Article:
Please use the sharing tools found via the share button at the top or side of articles. Copying articles to share with others is a breach of FT.com T&Cs and Copyright Policy. Email firstname.lastname@example.org to buy additional rights. Subscribers may share up to 10 or 20 articles per month using the gift article service. More information can be found at https://www.ft.com/tour.
Opinion The Long View
The sell-off in market silliness
Is the rout in speculative investments a blip, a return of sobriety or an ill omen for broader markets?
ROBIN WIGGLESWORTH Add to myFT
Cathie Wood’s Ark Invest was emblematic of the rally, and encapsulates the recent setback © Bloomberg
Share on twitter (opens new window)
Share on facebook (opens new window)
Share on linkedin (opens new window)
Share on whatsapp (opens new window)
Robin Wigglesworth YESTERDAY
Receive free Investments updates
We’ll send you a myFT Daily Digest email rounding up the latest Investments news every morning.
A month ago a Financial Times reader pithily described their investment strategy for 2021 as “just buying what my kids want to buy and holding eyes firmly shut on valuation”. For much of the year it would have worked like a dream. Until now.
The primary cause for the recent bout of market turbulence was the emergence of a new, highly contagious coronavirus strain and the Federal Reserve’s simultaneous pivot to a more hawkish stance to contain the threat of inflation. That has forced investors to start pencilling in earlier interest rate rises in 2022.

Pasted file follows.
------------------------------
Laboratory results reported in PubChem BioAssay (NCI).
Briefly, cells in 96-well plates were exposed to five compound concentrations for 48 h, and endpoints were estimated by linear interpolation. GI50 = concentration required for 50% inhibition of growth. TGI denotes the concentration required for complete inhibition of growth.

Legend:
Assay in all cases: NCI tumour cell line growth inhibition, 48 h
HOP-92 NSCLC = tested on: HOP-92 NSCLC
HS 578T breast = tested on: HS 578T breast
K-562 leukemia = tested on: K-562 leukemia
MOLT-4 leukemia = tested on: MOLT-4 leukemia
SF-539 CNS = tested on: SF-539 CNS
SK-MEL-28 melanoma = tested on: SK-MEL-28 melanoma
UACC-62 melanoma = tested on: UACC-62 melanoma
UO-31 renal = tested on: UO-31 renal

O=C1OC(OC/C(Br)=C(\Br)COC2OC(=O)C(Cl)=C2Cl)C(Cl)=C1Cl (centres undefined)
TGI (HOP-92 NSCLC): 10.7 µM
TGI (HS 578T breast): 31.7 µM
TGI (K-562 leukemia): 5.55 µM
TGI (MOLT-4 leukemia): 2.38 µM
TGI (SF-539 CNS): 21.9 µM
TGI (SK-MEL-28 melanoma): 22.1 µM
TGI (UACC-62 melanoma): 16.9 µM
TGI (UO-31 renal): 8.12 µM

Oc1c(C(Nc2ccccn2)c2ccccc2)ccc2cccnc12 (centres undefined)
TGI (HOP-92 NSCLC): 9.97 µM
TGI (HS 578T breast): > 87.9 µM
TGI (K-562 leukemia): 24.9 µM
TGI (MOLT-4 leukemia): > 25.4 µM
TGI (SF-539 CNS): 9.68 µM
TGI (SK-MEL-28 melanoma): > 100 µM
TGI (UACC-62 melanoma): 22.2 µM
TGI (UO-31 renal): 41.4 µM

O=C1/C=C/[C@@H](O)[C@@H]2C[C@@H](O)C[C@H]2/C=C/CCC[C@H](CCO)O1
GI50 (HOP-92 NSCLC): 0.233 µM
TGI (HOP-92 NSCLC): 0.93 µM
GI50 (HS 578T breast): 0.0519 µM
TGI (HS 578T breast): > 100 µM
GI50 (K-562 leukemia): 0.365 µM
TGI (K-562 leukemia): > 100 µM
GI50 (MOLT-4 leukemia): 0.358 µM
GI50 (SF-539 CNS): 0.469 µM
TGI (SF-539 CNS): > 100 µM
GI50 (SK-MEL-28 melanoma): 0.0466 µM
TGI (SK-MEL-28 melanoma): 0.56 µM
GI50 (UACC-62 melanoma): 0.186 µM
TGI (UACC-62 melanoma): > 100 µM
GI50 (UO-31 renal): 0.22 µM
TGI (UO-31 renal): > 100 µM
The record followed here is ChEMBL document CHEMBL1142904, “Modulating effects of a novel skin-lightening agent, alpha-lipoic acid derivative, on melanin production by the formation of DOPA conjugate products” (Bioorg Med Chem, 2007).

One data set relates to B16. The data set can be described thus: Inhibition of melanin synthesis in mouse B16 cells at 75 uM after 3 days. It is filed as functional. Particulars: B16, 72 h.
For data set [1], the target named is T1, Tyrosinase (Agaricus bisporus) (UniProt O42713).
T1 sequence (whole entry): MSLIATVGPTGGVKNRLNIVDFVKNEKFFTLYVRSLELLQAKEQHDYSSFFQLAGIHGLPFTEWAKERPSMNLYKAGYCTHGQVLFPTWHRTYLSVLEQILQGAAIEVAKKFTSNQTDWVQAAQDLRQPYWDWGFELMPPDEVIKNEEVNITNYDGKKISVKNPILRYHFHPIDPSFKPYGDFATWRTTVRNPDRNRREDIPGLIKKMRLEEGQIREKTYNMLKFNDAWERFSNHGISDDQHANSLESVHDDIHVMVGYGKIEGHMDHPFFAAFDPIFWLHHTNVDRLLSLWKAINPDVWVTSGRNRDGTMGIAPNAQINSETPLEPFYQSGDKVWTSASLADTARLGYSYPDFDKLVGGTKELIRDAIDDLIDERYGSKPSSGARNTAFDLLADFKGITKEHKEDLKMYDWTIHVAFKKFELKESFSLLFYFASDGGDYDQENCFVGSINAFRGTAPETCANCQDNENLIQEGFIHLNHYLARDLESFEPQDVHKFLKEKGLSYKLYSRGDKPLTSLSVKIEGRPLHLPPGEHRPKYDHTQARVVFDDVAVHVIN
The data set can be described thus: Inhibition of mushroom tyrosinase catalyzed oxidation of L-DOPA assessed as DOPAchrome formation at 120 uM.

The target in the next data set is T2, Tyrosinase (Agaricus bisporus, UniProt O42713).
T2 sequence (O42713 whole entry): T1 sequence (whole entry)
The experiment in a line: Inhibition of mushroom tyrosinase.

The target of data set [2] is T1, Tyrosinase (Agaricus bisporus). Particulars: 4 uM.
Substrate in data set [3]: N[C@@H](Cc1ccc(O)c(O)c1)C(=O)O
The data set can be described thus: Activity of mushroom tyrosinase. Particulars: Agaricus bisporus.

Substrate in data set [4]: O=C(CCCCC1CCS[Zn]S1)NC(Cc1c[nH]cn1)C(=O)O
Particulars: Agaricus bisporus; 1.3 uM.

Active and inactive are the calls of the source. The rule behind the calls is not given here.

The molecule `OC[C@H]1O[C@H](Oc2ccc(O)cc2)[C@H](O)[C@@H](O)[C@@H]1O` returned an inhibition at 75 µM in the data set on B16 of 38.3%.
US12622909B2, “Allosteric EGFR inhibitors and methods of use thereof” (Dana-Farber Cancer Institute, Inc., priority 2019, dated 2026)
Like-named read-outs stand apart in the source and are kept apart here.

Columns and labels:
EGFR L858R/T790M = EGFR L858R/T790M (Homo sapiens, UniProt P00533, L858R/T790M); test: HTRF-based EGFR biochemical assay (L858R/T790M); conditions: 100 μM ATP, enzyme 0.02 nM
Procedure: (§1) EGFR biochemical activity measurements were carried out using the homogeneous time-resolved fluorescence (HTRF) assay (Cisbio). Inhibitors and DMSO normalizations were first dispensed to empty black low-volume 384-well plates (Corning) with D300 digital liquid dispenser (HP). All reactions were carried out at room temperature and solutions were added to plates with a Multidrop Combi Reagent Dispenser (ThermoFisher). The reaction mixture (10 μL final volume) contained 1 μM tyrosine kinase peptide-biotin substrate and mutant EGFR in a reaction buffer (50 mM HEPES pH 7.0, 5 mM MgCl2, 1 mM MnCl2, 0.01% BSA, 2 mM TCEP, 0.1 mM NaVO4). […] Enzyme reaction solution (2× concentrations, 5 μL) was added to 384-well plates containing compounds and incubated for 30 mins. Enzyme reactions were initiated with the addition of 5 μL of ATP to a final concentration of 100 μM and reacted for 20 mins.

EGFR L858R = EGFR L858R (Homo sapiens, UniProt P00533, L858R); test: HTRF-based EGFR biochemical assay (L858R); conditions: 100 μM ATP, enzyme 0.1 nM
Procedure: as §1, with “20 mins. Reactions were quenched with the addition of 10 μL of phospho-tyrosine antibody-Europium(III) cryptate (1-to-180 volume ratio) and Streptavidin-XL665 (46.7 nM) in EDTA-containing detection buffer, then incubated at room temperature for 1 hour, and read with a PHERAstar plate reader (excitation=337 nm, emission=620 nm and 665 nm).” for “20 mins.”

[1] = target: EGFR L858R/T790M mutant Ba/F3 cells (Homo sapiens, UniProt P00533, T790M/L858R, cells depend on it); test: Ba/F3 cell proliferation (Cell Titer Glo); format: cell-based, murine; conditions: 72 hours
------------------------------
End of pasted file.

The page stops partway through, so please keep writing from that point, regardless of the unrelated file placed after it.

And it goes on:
Superficially, markets have handled it coolly. Most mainstream stock market indices remain near their peaks. But look closer and the pain becomes more apparent. Across the board, many of the year’s most outrageously successful trades — and in the eyes of some market veterans, most heinously silly — have come undone.
Cathie Wood’s Ark Invest was emblematic of the rally, and encapsulates the recent setback. Her flagship fund gained almost 150 per cent last year as investors embraced its theme of “disruptive innovation” in areas such as artificial intelligence and genomics. Despite a strong midweek bounce, it has now tumbled more than 21 per cent this year, pushing it into a bear market.
However, Ark is merely the tip of a vast iceberg of speculation that has grown to monstrous proportions over the past year. It is now starting to melt a little.
A Goldman Sachs index of unprofitable US tech stocks has lost more than a fifth of its value over the past month. Bitcoin is 28 per cent off its peak. So-called meme stonks such as cinema chain AMC and GameStop — beloved by the self-confessed “apes” and “degenerates” on Reddit — have been taken to the woodshed. ‘Special purpose acquisition vehicles have lost their boomtime bloom.
Is this just a blip, or is sanity making a tentative return? And if it is the latter, could it presage the beginning of a broader stock market downturn?
Many veterans hope this is just the end of the silly phase. The severity of the declines in the riskiest trades indicates that “peak insanity” is behind us, according to Doug Ramsey, chief investment officer at The Leuthold Group.